“You’re drenched! Why are you so happy?” one of my teammates called out.

I pulled my right hand out of my pocket and held it up. The van erupted into screams.

I was the favorite to win the indoor track nationals that year, and I did. After the race, a sportswriter interviewed me. “Were you nervous?” he asked.

Normally I would have been plagued by nerves, but not that day.

“You know what?” I said. “Nothing could have upset me or made me nervous today! I just got engaged.”

My training with Coach Peter was really paying off. That January, I signed a six-figure, five-year contract with Reebok, which meant I was now a professional runner and getting paid to do what I loved most. At the time, it was common for the big athletic companies to approach the coaches at the universities with the top student athletes, and Reebok had brought a deal to Peter for me. Because I didn’t have an agent at the time and Mark was studying American Institutions, in preparation for law school, he negotiated the terms for me in a pretty amazing deal. It was incredible for a runner just out of college and far surpassed the deal Nike had on the table for me. My father felt left out of the negotiation process, but I was desperate for independence from my dad and preferred to receive help from my future husband than my father. Still, I knew my family was extremely proud of me, as was Peter. But I felt that the size of my various endorsements meant that I was now expected to run even faster, and win even more, in order to prove that I was worth the value of the contracts.

A week after we graduated from college Mark and I got married in Madison. We’d planned every detail ourselves, and I loved that day so much because it was a total representation of who we were. The university let us get married in an alumni building right on Lake Mendota. Even though I had received the first installments from my Reebok contract, we were on a budget, especially because we’d invited 250 guests. The university gave us a great deal on food and went out of their way to make the day special. Mark made the wedding programs on his computer and printed them off at the local copy shop. I didn’t realize it was customary to order flowers for the church, so we didn’t have any, but it didn’t matter. All of our friends from the baseball and track teams were there, and the men in the wedding party wore Reebok high-tops, donated by the person who’d signed me to my contract, who was also there. It was casual, to say the least, but it was beautiful in its simplicity, and an amazing day.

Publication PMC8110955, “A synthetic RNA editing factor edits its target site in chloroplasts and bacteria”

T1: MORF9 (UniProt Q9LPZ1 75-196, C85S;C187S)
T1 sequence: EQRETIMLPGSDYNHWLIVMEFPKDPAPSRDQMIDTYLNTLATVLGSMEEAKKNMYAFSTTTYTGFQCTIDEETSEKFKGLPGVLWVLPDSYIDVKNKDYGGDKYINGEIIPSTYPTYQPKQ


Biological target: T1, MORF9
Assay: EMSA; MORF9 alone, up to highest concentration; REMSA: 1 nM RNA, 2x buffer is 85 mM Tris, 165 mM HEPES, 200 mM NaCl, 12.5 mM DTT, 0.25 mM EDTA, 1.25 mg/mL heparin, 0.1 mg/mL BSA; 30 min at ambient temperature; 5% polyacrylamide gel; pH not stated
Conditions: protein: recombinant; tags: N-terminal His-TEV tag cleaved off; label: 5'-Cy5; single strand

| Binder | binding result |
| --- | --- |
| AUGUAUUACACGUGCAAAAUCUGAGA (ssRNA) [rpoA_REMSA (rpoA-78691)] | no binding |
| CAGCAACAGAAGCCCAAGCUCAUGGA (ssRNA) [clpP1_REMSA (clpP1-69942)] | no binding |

Mark’s parents sent us to Hawaii for our honeymoon, and then we prepared to drive from Wisconsin out to Malibu. Mark would attend Pepperdine for law school, and I would train for my first Olympics the next year. I cried as we left Wisconsin, but as Mark predicted, my tears only lasted five minutes. It was time to go for the gold. I had wanted to leave Wisconsin before I’d even started college or met Mark, and now that my horizons had been expanded so much in the past four years, I was more than ready to go. I don’t think I realized at the time how much Peter did to help my running through our day-to-day training, and so I figured it would be fine for him to send me workouts via fax, as we’d planned when I decided to move away. Any anxiety I felt had to do with my running, and how well I would or wouldn’t live up to Reebok’s expectations and find my place within the professional running world. But, for the moment, I was excited to see what would come next.